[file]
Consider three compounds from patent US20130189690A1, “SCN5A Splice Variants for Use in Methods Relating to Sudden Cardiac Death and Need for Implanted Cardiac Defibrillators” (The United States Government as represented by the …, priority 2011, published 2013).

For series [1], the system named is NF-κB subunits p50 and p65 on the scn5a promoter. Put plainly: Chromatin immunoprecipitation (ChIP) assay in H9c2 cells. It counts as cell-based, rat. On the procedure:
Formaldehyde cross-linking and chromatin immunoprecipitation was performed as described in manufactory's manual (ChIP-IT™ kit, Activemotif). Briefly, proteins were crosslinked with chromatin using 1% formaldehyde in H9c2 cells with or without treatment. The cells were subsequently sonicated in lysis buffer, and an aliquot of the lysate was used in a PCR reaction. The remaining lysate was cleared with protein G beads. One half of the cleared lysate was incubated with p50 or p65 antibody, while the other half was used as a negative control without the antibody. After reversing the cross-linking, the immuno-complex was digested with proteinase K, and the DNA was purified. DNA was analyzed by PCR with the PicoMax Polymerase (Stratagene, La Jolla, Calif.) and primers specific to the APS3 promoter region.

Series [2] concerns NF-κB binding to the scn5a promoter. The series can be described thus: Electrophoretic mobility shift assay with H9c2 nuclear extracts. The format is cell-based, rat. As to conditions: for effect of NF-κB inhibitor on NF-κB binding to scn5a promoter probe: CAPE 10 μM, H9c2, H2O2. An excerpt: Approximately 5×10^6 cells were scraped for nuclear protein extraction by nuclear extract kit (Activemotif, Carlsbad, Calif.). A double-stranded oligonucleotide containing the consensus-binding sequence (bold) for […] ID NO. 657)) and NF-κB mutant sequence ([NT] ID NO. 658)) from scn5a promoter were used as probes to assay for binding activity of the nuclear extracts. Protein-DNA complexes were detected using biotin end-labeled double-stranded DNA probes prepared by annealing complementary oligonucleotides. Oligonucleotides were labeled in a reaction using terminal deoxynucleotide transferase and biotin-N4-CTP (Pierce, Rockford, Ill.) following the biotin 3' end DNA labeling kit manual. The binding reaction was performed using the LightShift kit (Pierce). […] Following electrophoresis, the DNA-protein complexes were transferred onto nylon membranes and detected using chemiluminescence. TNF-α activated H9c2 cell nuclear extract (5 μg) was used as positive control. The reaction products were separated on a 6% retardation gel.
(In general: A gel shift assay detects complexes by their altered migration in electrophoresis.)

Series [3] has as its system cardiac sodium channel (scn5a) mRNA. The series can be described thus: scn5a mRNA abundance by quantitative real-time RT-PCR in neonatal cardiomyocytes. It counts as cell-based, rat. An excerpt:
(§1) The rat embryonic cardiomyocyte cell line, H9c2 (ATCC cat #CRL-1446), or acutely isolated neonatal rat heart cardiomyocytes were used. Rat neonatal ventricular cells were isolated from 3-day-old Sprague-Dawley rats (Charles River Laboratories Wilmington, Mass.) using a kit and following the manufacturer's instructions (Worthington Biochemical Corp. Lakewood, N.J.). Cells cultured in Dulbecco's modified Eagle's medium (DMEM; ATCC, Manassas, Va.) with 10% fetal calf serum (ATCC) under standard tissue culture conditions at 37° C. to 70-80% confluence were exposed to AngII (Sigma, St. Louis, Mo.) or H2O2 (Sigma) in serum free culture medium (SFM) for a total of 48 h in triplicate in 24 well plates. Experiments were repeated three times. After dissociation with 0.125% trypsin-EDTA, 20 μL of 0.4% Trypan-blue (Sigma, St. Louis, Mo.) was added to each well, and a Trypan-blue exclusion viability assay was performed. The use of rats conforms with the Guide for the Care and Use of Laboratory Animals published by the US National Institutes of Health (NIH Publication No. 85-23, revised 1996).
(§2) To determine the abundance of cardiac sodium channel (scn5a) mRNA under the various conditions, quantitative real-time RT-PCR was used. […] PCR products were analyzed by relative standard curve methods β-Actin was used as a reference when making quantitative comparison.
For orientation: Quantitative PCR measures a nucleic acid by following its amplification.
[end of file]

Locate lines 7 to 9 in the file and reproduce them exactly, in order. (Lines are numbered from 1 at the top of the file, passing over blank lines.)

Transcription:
(§1) The rat embryonic cardiomyocyte cell line, H9c2 (ATCC cat #CRL-1446), or acutely isolated neonatal rat heart cardiomyocytes were used. Rat neonatal ventricular cells were isolated from 3-day-old Sprague-Dawley rats (Charles River Laboratories Wilmington, Mass.) using a kit and following the manufacturer's instructions (Worthington Biochemical Corp. Lakewood, N.J.). Cells cultured in Dulbecco's modified Eagle's medium (DMEM; ATCC, Manassas, Va.) with 10% fetal calf serum (ATCC) under standard tissue culture conditions at 37° C. to 70-80% confluence were exposed to AngII (Sigma, St. Louis, Mo.) or H2O2 (Sigma) in serum free culture medium (SFM) for a total of 48 h in triplicate in 24 well plates. Experiments were repeated three times. After dissociation with 0.125% trypsin-EDTA, 20 μL of 0.4% Trypan-blue (Sigma, St. Louis, Mo.) was added to each well, and a Trypan-blue exclusion viability assay was performed. The use of rats conforms with the Guide for the Care and Use of Laboratory Animals published by the US National Institutes of Health (NIH Publication No. 85-23, revised 1996).
(§2) To determine the abundance of cardiac sodium channel (scn5a) mRNA under the various conditions, quantitative real-time RT-PCR was used. […] PCR products were analyzed by relative standard curve methods β-Actin was used as a reference when making quantitative comparison.
For orientation: Quantitative PCR measures a nucleic acid by following its amplification.